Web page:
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Under Water printing

Posted by tprime 
Under Water printing
September 28, 2012 05:32AM
A crackpot idea: Has anybody ever attempted to print in/into water? Like under water printing.

Since PLAs density is close to that of water, I could imagine it removing the support issue - and,
if the water's heated, wrapping.

Obviously, there's a number of obstacles and issues with this approach
- PLA absorbs moisture (but I guess, all printed parts will eventually be saturated anyhow)
- The nozzle is hoter than the boiling point of water - a diving bell might be used
- Immersing electronics in water is a hazzle (diving bell again)
- Can't use a moving bed due to the weight (->delta design? - Need's a bigish water space though)

Well, my google fu hasn't pointed me to anybody experimenting with it, but y'all have been around
a lot longer winking smiley
Re: Under Water printing
September 28, 2012 05:53AM
... some 4-5 years ago there were some ideas about using oil as 'support-medium', but AFAIK nobody tried this confused smiley

Some problems when printing into a fluid are the heat-transfer and the complete different behaviour because of surface-effects between filament/material and fluid, changing the adhesion ...

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Re: Under Water printing
September 28, 2012 07:55AM
As suggested water may not be an option, but oil such as cooking oil etc might be worth a try. Cooking oil has a flash point of around 300 degrees c if I remember rightly, so having a hot bath at around 140 degrees you might be able to deposit PLA at 160 + without too much loss of heat or boiling of the liquid. It would also be good to stop warping if printing with ABS using a hotter bath, but you are a bit too close to the flash point at 275 degrees for comfort!

I also previously suggested using high temp grease as a support medium. This could be extruded rather than using a bath.

As Viktor suggested I could see that depositing material onto a surface wetted with oil could be a problem, but this is easily tested.

Pause a print, paint it with oil then try printing the next layer. I think you may get a part that easily splits apart. If this is the case, it might be a way to print support material that crumbles away or separates easily. I was thinking over the idea of injecting powder into the filament via the extruder to change its mechanical properties, but there is no reason why fluid wouldn't work as well as an alternative method to using a bath.

In conclusion I think its worth some investigation. I am looking forward to hearing others thoughts on the subject.
Re: Under Water printing
September 28, 2012 08:38AM
While I'm always a fan of empirical testing I'm a bit dubious about the adhesion between layers. Through my time learning how to get successful prints with PLA on heated glass I found that even the tiniest finger smudge would prevent the PLA from sticking to the glass. This is a very thin film of oil from contact with skin, many magnitudes different than printing IN oil / water / grease. If you can somehow keep the printing layer just barely above the surface (build plate lowers into the oil bath?) of the liquid then maybe I could see this working. Another issue you will run into is that while water / oil may have a similar density to PLA it certainly does not provide the same mechanical properties. I don't see how you would be able to print, for example, unsupported cantilevers or "free air" (or "free oil" in this case) extrusions. The printed filament will just drag around through the liquid a little bit slower than it would in air.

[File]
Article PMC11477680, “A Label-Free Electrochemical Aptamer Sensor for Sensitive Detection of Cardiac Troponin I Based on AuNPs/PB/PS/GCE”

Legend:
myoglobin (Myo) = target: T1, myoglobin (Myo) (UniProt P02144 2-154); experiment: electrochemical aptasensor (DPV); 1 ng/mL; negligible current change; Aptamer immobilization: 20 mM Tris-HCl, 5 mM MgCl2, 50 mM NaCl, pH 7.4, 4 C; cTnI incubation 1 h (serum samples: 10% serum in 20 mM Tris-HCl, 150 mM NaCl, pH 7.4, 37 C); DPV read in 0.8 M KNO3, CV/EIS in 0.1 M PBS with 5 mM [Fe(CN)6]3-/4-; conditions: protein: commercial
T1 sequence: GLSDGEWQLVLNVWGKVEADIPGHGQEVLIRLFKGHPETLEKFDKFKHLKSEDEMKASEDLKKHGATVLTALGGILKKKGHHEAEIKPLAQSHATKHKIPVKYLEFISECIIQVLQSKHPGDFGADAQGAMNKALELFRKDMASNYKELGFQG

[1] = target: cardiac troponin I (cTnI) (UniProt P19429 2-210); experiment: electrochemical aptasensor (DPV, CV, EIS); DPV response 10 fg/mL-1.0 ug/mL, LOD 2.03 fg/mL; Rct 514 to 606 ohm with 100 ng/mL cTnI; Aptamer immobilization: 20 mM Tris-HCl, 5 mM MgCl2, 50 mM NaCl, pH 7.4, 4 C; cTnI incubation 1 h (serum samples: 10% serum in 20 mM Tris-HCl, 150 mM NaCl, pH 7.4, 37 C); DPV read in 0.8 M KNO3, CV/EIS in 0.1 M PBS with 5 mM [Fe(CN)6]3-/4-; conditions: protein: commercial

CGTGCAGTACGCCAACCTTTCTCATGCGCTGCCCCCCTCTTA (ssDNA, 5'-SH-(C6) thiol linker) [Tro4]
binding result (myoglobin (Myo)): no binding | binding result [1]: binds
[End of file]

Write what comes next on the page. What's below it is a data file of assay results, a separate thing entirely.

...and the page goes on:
The reason printed support works well is that within seconds of being laid down it becomes a rigid body able to not only support the next layer but also control lateral movement by providing a rigid bonding surface.

I'm also worried about the idea of printing into a high temp liquid. Having a 1-3cc object (print head) heated to 200C is potential enough for a painful burn (I've done it to myself several times) but I'd be very worried with 8000cc's of 140C (300F) oil potentially spilling everywhere. A liquid at 60C will give you a 3rd degree burn in 5 seconds and we are talking about temps twice as high as that! I think you could get away with a PLA oil bath of around 60C (heated bed temp) but you still run into the disadvantages listed above.
Re: Under Water printing
September 28, 2012 09:18AM
@Martinz; I remember a blog post about trying to paint oil on top of the supports to get them to split from the main partapart very easily. Fortunatly,
to prevent all wrapping, we only need to stay above the glass transition temperature. For ABS, it's still too high for water (105 C), PLA would be ok (60C),
but as archistrong has pointed out, that' still plenty dangerous (though I guess the figures are for submerging?).

My hope is that the improved heat transfer will allow the filament to turn solid much faster, which in addition with the buyoancy
would improve bridging.

I think I'll give (cold) water a try, just for kicks.
I'll start with a relatively flat dish and will add water slowly while the head retracts.
If that produces decend adhesion, I'll investigate the diving bell
and support less printing smiling smiley.
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